The report states that a total of 219 workers were killed as a result of occupational injuries in New York State in 2007; 81 died in New York City. Though this is a decline from the 234 workers who died in New York state and the 99 killed in New York City in 2006, immigrant, minority and non-union workers continue to be at particular risk for on-the-job fatalities, the report said.
Key findings include:
The number of OSHA inspectors in New York state is insufficient to protect its workers. OSHA actually had fewer inspectors in the state in 2007 than in 2001. The ratio of inspectors to workers covered in New York state is 1:88,731, which far exceeds the International Labor Organization benchmark for industrialized nations of 1:10,000 workers.
OSHA’s penalty structure is insufficient to serve as a deterrent. The average proposed OSHA fine resulting from a fatality inspection in New York state was $5,193. This is well below the national average of $12,226 for penalties for fatalities in 2007. Not one employer cited for a hazard leading to fatality was referred to the Solicitor’s Office for criminal prosecution, according to the report.
Fatalities among construction workers remained among the highest of all occupational sectors. New York state had 351,992 workers in the construction industry in 2007, and 57 were killed in 2007. The rate of fatalities in the construction industry was 16.2 per 100,000 – over six times the state fatality rate for all workers. In New York City, the fatality rate among construction workers was even higher, at18.5 deaths per 100,000.
Fifty-seven of the state’s workplace fatalities occurred in the construction sector. In New York City, new residential construction permits rose from 15,050 units in 2000 to 31,902 units in 2007 , a 112 percent increase, while the official number of construction employees working in the city increased only 6 percent.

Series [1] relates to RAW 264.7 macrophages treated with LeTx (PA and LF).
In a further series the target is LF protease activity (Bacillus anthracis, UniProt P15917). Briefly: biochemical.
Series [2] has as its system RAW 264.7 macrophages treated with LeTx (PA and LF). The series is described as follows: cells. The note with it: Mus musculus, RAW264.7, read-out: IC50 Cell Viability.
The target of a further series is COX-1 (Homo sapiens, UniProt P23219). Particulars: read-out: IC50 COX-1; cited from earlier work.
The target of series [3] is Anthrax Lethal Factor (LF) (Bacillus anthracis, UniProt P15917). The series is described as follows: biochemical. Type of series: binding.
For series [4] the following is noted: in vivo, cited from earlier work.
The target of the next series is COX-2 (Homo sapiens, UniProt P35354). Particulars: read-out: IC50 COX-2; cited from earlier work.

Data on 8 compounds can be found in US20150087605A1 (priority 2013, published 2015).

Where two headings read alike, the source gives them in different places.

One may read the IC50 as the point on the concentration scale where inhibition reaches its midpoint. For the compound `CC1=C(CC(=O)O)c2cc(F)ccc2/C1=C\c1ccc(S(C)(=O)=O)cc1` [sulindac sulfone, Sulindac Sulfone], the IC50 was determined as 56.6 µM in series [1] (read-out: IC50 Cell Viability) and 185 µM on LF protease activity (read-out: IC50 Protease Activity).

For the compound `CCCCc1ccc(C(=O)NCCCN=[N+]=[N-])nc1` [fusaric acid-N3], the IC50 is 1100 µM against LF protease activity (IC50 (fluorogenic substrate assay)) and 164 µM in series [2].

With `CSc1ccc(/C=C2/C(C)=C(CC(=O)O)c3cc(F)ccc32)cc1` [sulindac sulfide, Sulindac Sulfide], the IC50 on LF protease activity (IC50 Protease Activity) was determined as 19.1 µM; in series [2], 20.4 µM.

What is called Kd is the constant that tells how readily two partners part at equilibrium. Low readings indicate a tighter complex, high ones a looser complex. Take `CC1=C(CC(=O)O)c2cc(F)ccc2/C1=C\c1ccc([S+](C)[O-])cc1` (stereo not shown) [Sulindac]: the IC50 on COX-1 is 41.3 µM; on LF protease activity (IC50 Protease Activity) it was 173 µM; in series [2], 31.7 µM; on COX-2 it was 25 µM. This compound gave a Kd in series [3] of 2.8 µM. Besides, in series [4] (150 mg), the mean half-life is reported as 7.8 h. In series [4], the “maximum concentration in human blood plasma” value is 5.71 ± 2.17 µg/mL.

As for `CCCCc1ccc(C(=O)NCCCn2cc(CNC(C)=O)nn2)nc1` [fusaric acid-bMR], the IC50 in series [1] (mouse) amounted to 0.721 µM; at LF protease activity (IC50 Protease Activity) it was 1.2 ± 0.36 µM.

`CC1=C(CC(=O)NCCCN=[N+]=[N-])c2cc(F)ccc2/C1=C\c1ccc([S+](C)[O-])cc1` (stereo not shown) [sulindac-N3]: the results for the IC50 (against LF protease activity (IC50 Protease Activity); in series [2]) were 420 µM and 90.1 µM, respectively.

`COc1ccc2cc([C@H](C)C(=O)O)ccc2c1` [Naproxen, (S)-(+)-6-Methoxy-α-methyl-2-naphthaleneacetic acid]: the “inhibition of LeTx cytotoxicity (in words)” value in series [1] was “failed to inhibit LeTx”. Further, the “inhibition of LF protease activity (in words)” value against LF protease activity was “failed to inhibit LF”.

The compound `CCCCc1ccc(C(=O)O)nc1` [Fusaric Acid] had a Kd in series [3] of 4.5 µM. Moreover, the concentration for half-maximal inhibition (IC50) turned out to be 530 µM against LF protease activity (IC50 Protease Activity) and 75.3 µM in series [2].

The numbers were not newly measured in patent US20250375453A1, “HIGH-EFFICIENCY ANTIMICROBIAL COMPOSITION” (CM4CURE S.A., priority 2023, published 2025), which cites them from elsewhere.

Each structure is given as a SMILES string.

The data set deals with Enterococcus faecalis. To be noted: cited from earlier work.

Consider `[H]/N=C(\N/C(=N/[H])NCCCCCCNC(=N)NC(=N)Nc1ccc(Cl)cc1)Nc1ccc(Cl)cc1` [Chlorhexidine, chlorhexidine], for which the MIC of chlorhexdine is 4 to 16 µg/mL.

“In New York State, and in New York City in particular, though the construction boom seems to be abating, the numbers of fatalities in this sector are still high compared to workers in general, and many employers fail to prioritize safety and contribute further to the dangers,” the report stated. “More vigorous enforcement is needed, along with penalties severe enough to act as practical deterrents.”
The report also raises concern over OSHA’s move to promulgate a new crane standard because it pre-empts localities from enforcing standards stronger than those in the regulation. “For New York City, pre-emption would result in significant risks to workers and the general public since it would prevent the New York City Department of Buildings from licensing crane operators, inspecting work sites and enforcing regulations which are significantly stronger than those required in the proposed OSHA regulations,” the report stated.
The report stressed that to help reduce workplace injuries and fatalities, county and municipal employees, government agencies and unions must work together cooperatively, OSHA’s enforcement budget should be “dramatically increased,” the OSH Act should be amended and more.
“Death and injury in the workplace can be prevented. This report makes it clear that many of OSHA’s problems need to be addressed structurally and that OSHA’s enforcement budget needs to be dramatically increased,” said Joel Shufro, executive director of NYCOSH. “It’s also very clear that OSHA must take immediate steps at defining a targeted strategy to protect non-union and immigrant workers, who continue to be killed on the job in higher numbers every year.”